Not the facts are the drive for the theory in the first place, the theories, that are driven from incoherence within themselves regarding facts, ask for experiments to prove them. Thinking creates ways to experience facts, not the other way round. Thinking is, as far as we know up to now, limitless, so will be the facts.

To put it in Hegelian terms: Geist would be dead if it would not be able to recreate itself in new ways all the time; it would be the end of history. This strongly suggests that there are no limits, even if we cannot conceive a limitless knowledge and are trying to "perhorrescate" [perhorreszieren]*, that is limiting/determining all the time, working against the movement of the subject.

*Preface of the Phenomenology of Mind, original pagination p.19

  • I disagree with all your points. – draks ... Nov 5 '15 at 17:40
  • @draks... Philosophy is about reasons, not opinions. Especially regarding quarks, bosons etc. I take my point to be true as it simply is the way it developed. The empirical data had to be interpreted by human minds leading to the postulation of further entities, which were proven years after that by experiments designed to prove them, which coincedentally had data that needed to be interpreted and could only be interpreted (that is "made sense of") by postulation of further entities and so on. – Philip Klöcking Nov 5 '15 at 18:24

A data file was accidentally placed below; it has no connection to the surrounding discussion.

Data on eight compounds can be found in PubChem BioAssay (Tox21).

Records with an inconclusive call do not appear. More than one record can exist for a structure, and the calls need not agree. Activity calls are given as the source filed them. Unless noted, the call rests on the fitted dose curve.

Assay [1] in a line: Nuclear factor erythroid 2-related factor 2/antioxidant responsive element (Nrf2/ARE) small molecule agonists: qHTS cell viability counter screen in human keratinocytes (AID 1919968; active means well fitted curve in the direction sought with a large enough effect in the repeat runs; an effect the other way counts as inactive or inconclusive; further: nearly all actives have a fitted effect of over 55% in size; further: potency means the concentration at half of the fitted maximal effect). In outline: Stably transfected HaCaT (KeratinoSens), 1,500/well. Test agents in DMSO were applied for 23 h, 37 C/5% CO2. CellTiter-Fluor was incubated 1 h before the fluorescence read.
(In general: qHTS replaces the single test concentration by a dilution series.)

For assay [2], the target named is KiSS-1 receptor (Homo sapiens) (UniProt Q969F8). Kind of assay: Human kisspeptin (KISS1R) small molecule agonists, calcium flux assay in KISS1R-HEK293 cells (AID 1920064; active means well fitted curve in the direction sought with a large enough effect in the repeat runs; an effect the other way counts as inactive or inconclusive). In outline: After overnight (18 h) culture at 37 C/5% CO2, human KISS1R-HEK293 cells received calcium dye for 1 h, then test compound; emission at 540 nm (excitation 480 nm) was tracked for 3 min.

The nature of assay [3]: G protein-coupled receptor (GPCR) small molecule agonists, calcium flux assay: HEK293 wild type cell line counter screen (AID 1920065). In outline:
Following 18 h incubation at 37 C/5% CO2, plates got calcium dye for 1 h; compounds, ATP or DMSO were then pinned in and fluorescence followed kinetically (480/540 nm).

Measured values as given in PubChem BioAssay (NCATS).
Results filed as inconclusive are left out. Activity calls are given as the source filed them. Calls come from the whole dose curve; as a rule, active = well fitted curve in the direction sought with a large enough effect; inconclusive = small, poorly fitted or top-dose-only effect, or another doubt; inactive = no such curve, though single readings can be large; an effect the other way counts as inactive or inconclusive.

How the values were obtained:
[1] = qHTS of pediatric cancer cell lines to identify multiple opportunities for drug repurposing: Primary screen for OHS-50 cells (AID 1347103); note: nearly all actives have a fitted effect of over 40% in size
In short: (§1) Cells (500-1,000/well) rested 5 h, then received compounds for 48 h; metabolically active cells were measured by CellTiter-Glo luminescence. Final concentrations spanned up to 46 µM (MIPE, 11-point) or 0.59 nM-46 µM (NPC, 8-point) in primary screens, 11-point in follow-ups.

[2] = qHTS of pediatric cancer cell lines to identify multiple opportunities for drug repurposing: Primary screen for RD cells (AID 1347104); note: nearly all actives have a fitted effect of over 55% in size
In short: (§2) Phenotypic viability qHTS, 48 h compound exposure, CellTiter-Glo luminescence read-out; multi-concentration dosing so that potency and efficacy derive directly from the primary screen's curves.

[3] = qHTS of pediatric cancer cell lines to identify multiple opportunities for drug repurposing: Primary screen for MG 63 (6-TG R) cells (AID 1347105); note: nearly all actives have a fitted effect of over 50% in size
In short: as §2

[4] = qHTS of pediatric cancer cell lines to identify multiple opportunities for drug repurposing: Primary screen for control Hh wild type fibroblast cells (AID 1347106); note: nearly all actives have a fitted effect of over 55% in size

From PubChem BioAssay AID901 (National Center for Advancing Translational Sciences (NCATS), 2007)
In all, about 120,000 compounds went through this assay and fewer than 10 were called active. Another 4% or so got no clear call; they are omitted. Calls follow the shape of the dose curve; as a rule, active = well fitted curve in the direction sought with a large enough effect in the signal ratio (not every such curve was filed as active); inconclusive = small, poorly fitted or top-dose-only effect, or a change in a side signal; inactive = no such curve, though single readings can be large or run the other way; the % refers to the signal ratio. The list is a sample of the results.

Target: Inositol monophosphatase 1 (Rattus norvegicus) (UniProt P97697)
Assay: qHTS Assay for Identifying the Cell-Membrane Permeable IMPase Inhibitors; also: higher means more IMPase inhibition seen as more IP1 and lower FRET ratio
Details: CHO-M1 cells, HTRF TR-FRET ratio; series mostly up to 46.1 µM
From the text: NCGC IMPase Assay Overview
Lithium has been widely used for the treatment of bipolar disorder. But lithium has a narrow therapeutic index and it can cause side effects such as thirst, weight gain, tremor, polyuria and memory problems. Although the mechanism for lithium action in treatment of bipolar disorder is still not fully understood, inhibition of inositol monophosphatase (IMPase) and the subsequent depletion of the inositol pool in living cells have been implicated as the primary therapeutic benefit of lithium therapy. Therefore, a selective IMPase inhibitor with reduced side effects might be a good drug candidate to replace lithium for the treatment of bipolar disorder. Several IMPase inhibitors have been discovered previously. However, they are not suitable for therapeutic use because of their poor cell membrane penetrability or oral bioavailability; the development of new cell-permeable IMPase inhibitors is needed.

• Some clarification which you're probably aware of: Einsteins theory of SR did resolve a theoretical flaw: a flaw on which Poincare and Lorentz had already been working on: that is to describe light mechanically; it was only realised later this was the wrong way round, and that mechanics should be described like light. – Mozibur Ullah Nov 5 '15 at 21:10
  • @MoziburUllah: Thanks for clarification. Of course it resolve flaws (this is not the only one), but as I understand it, it wasn't meant to mend theoretical flaws, but a whole new try for explaining events. That's what made him so special. – Philip Klöcking Nov 5 '15 at 21:15